Cardiothoracic surgeons from the University of Louisville Health – Jewish Hospital and the University of Louisville performed the first-ever Aeson bioprosthetic total artificial heart implantation on a 57-year-old woman from Kentucky.

EurekAlert! reported that she is the first woman to receive the novel type of artificial heart, but all in all the third person to do so after two men who received the artificial heart in the past few months. The cardiothoracic surgical team performed the heart transplant on September 14, 2021, at UofL Health – Jewish Hospital.


(Photo: Getty Images)
A CARMAT employee shows an auto-regulating, bioprosthetic artificial heart at the company headquarters in Bois-d’Arcy, in the west of Paris on August 29, 2018. (Photo by BERTRAND GUAY / AFP)

First Woman to Receive Aeson Total Artificial Heart Transplant

According to Yale Medicine, more than 3,500 people in the US are waiting for a heart transplant. Most of them will wait over six months to get a new heart, but some will die before it becomes available to them. That is why breakthroughs in heart transplantation are important.

As EurekAlert! reported, the Aeson device under the Early Feasibility Study (EFS) sponsored by the French medical device company CARMAT is intended as a bridge to heart transplants. It solves the limitations of left-ventricular assist devices (LVAD) by pumping blood in both heart chambers.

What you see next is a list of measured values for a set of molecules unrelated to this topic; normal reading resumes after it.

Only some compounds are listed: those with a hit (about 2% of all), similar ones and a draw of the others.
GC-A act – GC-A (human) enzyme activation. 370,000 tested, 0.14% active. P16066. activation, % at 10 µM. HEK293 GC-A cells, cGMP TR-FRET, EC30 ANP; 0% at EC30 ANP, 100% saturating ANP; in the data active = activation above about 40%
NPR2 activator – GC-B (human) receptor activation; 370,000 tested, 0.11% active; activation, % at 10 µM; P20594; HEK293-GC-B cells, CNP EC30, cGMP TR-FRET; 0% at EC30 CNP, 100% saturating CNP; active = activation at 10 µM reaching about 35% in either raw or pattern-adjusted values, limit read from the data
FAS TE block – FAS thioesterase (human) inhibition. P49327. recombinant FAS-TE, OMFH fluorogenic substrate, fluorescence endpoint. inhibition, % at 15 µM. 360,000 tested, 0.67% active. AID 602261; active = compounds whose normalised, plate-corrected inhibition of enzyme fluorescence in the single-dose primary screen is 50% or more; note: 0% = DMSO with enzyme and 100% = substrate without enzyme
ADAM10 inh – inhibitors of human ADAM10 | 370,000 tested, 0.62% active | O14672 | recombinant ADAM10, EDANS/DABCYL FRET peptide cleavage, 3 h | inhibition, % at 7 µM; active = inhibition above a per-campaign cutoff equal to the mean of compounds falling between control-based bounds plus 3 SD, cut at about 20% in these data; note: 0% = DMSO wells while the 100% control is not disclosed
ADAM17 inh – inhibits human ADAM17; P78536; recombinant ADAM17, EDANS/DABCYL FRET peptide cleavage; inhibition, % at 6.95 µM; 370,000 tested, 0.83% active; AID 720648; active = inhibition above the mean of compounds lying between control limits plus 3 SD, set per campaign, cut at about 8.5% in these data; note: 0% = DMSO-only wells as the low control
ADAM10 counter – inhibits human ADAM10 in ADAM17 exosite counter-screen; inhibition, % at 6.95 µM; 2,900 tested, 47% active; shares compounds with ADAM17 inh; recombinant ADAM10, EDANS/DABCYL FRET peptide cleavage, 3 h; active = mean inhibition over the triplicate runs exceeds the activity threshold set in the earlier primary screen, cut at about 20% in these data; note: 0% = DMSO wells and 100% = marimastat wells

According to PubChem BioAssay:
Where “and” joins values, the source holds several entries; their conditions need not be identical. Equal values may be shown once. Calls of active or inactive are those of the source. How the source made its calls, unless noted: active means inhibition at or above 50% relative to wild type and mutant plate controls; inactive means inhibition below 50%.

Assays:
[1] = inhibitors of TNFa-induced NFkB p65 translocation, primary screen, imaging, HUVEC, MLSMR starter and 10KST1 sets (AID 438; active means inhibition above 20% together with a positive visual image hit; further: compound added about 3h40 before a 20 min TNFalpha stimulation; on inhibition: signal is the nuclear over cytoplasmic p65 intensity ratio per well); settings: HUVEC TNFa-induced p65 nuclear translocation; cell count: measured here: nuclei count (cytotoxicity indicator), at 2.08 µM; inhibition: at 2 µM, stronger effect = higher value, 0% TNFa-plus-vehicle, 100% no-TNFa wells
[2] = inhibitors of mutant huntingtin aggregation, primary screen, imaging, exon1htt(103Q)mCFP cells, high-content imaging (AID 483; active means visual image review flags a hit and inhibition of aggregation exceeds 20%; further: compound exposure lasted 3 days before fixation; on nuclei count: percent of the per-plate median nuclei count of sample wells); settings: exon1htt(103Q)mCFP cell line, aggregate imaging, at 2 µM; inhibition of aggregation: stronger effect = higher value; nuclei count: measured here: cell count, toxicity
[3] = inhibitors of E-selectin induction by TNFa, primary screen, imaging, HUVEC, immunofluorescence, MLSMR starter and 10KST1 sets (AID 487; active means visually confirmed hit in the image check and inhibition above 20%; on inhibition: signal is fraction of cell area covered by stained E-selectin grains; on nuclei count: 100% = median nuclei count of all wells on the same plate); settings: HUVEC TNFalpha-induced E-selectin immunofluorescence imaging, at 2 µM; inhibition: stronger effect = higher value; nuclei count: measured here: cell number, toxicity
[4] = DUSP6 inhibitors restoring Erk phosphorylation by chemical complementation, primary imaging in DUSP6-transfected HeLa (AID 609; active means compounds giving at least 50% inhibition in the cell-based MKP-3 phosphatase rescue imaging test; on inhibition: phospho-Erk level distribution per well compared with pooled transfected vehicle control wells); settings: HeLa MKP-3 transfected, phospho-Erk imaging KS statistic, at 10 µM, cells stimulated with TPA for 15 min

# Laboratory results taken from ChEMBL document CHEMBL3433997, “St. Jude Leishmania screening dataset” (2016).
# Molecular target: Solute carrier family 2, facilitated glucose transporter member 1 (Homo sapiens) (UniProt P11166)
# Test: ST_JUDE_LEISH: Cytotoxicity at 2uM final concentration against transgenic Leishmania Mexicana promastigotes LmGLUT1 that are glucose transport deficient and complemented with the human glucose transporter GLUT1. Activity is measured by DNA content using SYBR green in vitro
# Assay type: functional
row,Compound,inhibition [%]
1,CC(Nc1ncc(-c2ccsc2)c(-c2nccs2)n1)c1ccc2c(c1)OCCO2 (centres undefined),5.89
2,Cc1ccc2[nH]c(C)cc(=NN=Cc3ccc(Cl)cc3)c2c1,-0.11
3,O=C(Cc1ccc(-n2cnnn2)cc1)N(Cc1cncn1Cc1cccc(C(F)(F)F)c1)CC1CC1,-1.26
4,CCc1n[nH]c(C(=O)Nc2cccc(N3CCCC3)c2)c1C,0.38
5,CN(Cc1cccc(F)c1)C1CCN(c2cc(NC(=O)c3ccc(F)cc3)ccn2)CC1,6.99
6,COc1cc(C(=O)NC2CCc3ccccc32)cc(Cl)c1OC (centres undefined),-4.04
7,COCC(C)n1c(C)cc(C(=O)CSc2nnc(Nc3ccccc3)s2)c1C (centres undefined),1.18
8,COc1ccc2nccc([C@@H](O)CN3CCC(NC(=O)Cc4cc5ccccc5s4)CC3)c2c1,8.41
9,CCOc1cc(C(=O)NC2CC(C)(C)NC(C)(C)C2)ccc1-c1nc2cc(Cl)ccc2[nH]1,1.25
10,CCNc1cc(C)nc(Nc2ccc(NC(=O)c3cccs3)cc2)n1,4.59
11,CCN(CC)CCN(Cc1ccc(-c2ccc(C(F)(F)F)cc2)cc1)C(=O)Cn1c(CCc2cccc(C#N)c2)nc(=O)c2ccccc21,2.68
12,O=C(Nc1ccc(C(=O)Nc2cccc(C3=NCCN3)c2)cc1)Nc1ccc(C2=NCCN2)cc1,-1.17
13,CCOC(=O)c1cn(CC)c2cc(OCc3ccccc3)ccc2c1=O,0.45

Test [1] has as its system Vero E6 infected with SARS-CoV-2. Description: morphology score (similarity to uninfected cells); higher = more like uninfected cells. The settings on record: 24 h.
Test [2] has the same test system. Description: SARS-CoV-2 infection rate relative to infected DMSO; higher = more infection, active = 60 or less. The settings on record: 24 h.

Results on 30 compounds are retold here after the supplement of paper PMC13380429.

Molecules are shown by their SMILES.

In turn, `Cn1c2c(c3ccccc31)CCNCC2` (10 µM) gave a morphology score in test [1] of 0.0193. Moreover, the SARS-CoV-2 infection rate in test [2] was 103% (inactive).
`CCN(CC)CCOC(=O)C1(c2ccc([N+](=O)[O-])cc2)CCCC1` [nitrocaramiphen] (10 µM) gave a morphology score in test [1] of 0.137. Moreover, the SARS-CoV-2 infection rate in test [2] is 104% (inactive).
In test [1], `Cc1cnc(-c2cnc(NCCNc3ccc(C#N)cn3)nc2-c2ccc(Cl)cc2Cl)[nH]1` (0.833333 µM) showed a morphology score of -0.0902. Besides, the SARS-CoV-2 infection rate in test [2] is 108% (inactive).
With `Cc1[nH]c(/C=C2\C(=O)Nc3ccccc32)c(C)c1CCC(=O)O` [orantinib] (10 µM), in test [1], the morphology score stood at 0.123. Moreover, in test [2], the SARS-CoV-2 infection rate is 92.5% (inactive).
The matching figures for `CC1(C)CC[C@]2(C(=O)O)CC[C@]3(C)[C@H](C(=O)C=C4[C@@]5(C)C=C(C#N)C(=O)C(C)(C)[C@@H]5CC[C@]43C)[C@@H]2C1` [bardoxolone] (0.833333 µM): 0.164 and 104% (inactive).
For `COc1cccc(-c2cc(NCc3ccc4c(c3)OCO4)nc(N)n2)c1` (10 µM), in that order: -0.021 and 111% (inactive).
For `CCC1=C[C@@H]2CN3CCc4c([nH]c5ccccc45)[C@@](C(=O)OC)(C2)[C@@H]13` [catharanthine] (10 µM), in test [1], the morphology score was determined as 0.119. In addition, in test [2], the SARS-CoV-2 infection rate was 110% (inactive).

Moreover, it contains pressure sensors that estimate the blood pressure and automatically adapt the cardiac output. It is totally transplanted as a heart replacement and powered by a portable power supply.

Cardiothoracic surgeons Mark Slaughter, M.D., and Siddharth Pahwa, M.D., who led the transplant, said that the Aeson artificial heart is compact enough to fit in smaller chest cavities, especially in women, which gives hope to a wider variety of patients waiting for a heart transplant and increases the success rate.

The Aeson artificial heart was transplanted into a 57-year-old woman who was suffering from severe biventricular heart failure after an eight-hour surgery. She is now recovering well in the cardiovascular intensive care unit of the hospital. A man also received a similar artificial heart last month operated by the same hospital.

Dr. Pahwa said that the varying pumping ability of the Aeson artificial heart increases its viability and improved performance to meet the changing blood flow needs of the body. Aeson artificial heart has been approved in Europe and has already been given to 20 individuals with promising results.

First North American Patient Implanted With CARMAT’s Artificial Heart

In July this year, Duke University and CARMAT announced that surgeons have performed the first North American implantation of the bioprosthetic artificial heart.

The patient’s name is Mathew Moore, a 39-year-old man from Shallotte, North Carolina. According to Healio, he was referred to Duke University Hospital due to a sudden diagnosis of heart failure that quickly progresses to the point where conventional options like transplantations were no longer viable.

Doctors removed the left and right ventricles before placing the artificial heart in place. Although it was a little challenging because the patient underwent prior surgery the previous month, doctors said that the operation went very well. Mr. Moore has been recovering well after the procedure. The team noted that the artificial heart can adjust itself so they do not spend much time adjusting it.

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